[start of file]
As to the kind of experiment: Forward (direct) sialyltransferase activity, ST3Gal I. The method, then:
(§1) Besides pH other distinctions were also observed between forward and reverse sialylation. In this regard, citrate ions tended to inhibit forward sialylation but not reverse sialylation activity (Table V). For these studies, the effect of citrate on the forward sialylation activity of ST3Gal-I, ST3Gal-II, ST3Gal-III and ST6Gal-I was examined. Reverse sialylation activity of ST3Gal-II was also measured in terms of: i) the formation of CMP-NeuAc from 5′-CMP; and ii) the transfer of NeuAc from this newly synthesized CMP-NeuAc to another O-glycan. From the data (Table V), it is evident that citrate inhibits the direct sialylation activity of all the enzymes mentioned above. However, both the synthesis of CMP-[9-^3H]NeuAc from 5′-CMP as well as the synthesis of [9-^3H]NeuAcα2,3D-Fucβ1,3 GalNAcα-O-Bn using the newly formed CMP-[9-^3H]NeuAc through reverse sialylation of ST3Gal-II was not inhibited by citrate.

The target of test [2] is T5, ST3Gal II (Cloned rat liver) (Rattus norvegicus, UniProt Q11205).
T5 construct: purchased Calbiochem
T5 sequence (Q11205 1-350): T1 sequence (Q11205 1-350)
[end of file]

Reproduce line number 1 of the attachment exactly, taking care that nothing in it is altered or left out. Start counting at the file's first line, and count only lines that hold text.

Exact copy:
As to the kind of experiment: Forward (direct) sialyltransferase activity, ST3Gal I. The method, then: